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I am writing a novel set in 1890s Georgia (United States), and I am wondering whether the main character, a young man of eighteen, would refer to eau de toilette as cologne, toilet water, or something else entirely. Any ideas?

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I think it depends greatly on the social class of the young man. And is it for his use or a girl's? –  Jim Mar 26 '13 at 14:59
    
James is a young man from a wealthy Macon family. And the cologne actually belongs to his college roommate, John. –  MissHarper778 Mar 26 '13 at 16:19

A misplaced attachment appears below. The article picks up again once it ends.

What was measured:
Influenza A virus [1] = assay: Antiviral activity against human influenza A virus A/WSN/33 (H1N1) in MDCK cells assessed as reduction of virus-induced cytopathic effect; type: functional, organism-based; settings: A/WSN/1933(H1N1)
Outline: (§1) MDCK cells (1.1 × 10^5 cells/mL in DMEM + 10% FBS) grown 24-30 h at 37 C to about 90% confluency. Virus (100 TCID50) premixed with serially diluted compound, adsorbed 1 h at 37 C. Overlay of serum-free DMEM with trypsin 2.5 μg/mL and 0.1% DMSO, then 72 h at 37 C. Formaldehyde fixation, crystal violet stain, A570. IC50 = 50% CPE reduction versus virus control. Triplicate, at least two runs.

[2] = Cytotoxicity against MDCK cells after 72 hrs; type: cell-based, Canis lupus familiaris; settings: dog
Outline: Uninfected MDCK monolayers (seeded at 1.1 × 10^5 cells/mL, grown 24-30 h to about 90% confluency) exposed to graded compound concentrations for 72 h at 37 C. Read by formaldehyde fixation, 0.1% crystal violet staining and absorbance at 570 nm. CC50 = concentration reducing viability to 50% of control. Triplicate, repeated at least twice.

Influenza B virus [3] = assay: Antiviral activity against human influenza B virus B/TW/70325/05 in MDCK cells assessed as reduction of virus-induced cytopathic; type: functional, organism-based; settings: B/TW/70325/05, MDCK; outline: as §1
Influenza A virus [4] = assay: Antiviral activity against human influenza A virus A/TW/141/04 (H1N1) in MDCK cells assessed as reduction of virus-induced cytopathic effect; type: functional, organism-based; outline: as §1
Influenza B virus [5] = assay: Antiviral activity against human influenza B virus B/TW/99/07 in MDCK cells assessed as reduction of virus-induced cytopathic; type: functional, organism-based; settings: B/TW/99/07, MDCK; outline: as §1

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1 Answer 1

Cologne would work it seems (but it is also the city. Perhaps cologne-water, would be better)

eau de toilette, eau de cologne, cologne, toilet water between 1800 and 1890 from the corpus of American English

NGram

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Cologne is the city, not cologne. Ngrams is case sensitive, so you're in no danger there. –  Matt Эллен Mar 26 '13 at 14:22
    
Well, if I click on some of the links I saw the city –  mplungjan Mar 26 '13 at 14:23
    
Interesting. I wonder if ngrams uses a different search to the books search it links to. –  Matt Эллен Mar 26 '13 at 14:29
    
Thanks so much!! –  MissHarper778 Mar 26 '13 at 16:22
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